Boris Johnson
London Mayor and MP for Uxbridge and South Ruislip Boris Johnson at Downing Street on 11 May 11 2015.Getty

Every political campaign needs a figurehead – someone it can rely on to be consistent and persuasive throughout and, perhaps more crucially, to appeal to the public. The campaign to remain in the EU already has this in David Cameron. Being prime minister for more than five years now, he's experienced, and he knows what's effective when it comes to convincing the public of his case.

Up until Sunday (22 February), the campaign to leave the EU was missing this. Nigel Farage, Michael Gove and Iain Duncan Smith are too divisive, and the likes of Chris Grayling and John Whittingdale aren't the familiar faces the Brexit campaign needs in order to triumph. It required a household name; someone everyone knows. Enter Boris Johnson.

For months, he has been dubbed the 'big beast' that could alter the outcome of this referendum. Being abnormally popular and entertaining for a politician, he also has strong approval ratings from his term as Mayor of London. And, of course, everyone knows Boris. He's exactly the figurehead that the Brexit camp requires.

Now, they've finally got him. He had been flirting with 'leave' for some time now, but was adamant he would wait until Cameron's renegotiation deal was complete before coming to a final decision. Apparently fellow MPs grew frustrated at the time he was taking to decide, but it's clear now that the deal didn't cut it for Boris, and along with many other Tory MPs, he is now officially campaigning to leave the EU in the upcoming referendum.

And his decision is significant indeed. If Boris is to lead the 'leave' campaign, he'll be battling head-to-head with his own party leader David Cameron when both sides are making their respective arguments. And Boris's aforementioned popularity may change the outcome of this referendum: the Conservative has managed to win the mayoral election twice in a 'Labour city'.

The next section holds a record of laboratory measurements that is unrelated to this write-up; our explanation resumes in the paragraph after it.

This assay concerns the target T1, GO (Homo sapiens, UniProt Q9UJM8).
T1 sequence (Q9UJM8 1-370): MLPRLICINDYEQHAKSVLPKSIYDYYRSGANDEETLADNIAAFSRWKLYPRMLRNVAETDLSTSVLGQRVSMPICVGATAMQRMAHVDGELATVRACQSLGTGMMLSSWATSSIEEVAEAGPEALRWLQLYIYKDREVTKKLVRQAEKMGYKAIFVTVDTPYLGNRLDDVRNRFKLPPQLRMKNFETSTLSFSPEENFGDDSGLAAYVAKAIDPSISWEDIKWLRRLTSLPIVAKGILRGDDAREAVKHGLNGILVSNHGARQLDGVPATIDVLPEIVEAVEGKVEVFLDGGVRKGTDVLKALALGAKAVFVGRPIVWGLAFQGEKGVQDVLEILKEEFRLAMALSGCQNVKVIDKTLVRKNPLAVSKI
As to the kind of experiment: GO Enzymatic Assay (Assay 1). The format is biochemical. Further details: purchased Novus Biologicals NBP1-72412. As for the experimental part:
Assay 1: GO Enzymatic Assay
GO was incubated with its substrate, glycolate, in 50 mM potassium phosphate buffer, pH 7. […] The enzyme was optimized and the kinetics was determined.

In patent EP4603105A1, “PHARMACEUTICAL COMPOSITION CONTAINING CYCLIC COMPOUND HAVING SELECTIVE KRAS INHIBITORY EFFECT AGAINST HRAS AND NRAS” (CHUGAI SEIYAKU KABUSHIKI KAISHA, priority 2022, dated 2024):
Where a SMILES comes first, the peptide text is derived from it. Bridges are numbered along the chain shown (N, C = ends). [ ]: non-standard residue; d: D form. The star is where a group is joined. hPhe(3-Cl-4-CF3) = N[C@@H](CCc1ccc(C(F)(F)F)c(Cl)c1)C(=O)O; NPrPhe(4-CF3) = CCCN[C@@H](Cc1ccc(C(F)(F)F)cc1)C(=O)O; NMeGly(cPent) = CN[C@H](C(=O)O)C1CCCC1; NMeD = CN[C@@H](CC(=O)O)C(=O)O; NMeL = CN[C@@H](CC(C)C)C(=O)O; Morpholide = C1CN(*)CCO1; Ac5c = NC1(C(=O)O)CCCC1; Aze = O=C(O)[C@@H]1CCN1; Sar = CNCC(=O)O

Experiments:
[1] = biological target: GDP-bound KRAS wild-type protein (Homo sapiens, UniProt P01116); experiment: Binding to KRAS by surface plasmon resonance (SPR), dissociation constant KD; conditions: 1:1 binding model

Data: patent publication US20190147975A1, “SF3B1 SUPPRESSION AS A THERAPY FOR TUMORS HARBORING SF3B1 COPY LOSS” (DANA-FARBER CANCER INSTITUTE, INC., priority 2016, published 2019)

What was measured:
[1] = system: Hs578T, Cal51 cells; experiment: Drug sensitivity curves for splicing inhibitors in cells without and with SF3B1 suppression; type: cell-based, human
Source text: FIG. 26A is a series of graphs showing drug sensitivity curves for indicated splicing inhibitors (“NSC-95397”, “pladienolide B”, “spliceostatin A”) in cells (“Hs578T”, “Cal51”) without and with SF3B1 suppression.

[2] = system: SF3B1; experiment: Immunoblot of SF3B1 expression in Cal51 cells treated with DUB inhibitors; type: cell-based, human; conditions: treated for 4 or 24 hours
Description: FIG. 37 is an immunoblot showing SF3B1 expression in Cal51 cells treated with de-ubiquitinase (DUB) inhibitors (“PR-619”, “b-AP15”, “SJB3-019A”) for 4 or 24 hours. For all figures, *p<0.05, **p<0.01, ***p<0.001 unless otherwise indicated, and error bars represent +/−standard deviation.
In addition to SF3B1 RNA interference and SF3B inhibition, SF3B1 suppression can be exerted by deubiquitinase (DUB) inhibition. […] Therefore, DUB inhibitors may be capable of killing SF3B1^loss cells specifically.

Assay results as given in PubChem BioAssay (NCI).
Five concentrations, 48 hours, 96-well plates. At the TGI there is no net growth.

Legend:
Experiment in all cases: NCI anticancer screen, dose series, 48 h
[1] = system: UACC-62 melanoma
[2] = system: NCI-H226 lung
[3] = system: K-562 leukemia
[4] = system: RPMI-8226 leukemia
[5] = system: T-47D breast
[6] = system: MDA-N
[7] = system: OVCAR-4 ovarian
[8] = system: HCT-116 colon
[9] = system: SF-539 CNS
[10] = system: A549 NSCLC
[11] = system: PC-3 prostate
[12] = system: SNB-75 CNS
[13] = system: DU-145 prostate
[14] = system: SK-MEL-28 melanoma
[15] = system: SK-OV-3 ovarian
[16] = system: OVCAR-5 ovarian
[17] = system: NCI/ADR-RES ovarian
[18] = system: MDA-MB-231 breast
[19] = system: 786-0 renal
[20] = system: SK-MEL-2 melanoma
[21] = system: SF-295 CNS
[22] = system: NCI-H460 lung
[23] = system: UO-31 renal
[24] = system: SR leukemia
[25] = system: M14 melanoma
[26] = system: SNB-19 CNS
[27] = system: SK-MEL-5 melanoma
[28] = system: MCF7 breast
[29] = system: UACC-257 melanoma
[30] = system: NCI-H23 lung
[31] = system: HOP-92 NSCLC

Many undecideds would be more convinced if it were Boris – who was himself undecided initially – trying to persuade them than if it was Nigel Farage, who has been campaigning against EU membership for some time now.

But Boris's decision stretches further than just the referendum. David Cameron insists that if he loses the argument he would not resign, but some expect that he might be forced to. And if he wins, there is speculation as to whether he would step down before 2020 anyway, meaning a Tory leadership election could happen before the next election. Boris's decision takes into account this reality. He knows that the Tory party's membership is staunchly Eurosceptic and that if he leads the 'out' campaign his leadership chances are boosted.

Many would be voting for someone they feel 'stood up' for their beliefs in the referendum, and with potential leaders such as Sajid David and Theresa May both standing by the prime minister's renegotiation and backing the 'in' campaign, many would, therefore, be ruling out the likes of Sajid David and Theresa May – clearing the path for Boris to take over from David Cameron.

This is why political hacks have been obsessing over Boris's decision for weeks: they know the significance it represents, not just for this referendum but also for who becomes our next prime minister. By backing Brexit, Boris can't fail; he knows even if he does lose the referendum, Conservative members would still believe he represented their beliefs and would vote for him in a leadership election.

This move is as much about Europe as it is Boris's prime ministerial chances. In fact, given that he has never before been an 'outer', it is arguably more about the latter. If you doubted Boris's prime ministerial ambitions before, have no doubt about where he stands now. Boris Johnson wants to become Britain's next PM, and this move proves it.